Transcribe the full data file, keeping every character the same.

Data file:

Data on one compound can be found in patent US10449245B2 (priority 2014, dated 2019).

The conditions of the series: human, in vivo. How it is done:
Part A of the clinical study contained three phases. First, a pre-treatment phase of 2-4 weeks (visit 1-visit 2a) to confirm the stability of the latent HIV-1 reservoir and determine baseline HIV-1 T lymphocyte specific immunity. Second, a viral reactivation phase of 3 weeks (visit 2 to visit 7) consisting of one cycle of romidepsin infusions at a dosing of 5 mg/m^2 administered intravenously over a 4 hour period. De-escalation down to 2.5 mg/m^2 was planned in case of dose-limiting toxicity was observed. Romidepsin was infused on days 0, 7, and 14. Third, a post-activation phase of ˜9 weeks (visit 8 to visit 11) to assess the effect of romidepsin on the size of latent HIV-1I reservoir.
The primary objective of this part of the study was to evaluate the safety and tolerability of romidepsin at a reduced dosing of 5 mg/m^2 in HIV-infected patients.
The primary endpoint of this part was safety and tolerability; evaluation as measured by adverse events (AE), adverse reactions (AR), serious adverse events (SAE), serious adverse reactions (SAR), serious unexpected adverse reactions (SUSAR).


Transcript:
Data on one compound can be found in patent US10449245B2 (priority 2014, dated 2019).

The conditions of the series: human, in vivo. How it is done:
Part A of the clinical study contained three phases. First, a pre-treatment phase of 2-4 weeks (visit 1-visit 2a) to confirm the stability of the latent HIV-1 reservoir and determine baseline HIV-1 T lymphocyte specific immunity. Second, a viral reactivation phase of 3 weeks (visit 2 to visit 7) consisting of one cycle of romidepsin infusions at a dosing of 5 mg/m^2 administered intravenously over a 4 hour period. De-escalation down to 2.5 mg/m^2 was planned in case of dose-limiting toxicity was observed. Romidepsin was infused on days 0, 7, and 14. Third, a post-activation phase of ˜9 weeks (visit 8 to visit 11) to assess the effect of romidepsin on the size of latent HIV-1I reservoir.
The primary objective of this part of the study was to evaluate the safety and tolerability of romidepsin at a reduced dosing of 5 mg/m^2 in HIV-infected patients.
The primary endpoint of this part was safety and tolerability; evaluation as measured by adverse events (AE), adverse reactions (AR), serious adverse events (SAE), serious adverse reactions (SAR), serious unexpected adverse reactions (SUSAR).